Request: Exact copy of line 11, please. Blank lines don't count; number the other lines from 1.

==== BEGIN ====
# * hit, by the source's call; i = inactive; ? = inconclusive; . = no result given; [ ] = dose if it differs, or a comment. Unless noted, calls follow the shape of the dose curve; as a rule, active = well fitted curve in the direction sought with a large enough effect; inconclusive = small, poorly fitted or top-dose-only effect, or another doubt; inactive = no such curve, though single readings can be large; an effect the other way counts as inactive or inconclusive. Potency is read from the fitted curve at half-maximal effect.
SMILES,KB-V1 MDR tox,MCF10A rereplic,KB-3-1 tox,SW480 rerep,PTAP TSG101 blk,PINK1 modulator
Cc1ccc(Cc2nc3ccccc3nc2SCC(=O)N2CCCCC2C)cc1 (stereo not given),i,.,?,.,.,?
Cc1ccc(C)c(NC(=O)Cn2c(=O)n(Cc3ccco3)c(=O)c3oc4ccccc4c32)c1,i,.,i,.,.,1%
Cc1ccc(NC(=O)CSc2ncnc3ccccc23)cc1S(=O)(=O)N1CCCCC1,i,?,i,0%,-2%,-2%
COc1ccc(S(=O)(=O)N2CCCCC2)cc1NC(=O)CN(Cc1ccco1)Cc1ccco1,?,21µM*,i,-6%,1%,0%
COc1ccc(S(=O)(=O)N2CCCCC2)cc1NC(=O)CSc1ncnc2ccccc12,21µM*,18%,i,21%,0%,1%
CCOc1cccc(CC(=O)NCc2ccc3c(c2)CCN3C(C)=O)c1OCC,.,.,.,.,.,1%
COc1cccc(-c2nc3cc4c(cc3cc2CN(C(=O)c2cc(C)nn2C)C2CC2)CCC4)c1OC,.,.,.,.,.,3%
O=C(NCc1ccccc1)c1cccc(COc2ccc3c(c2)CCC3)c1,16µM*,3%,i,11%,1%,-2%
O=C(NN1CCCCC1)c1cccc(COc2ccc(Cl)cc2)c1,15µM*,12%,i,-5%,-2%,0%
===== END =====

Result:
O=C(NN1CCCCC1)c1cccc(COc2ccc(Cl)cc2)c1,15µM*,12%,i,-5%,-2%,0%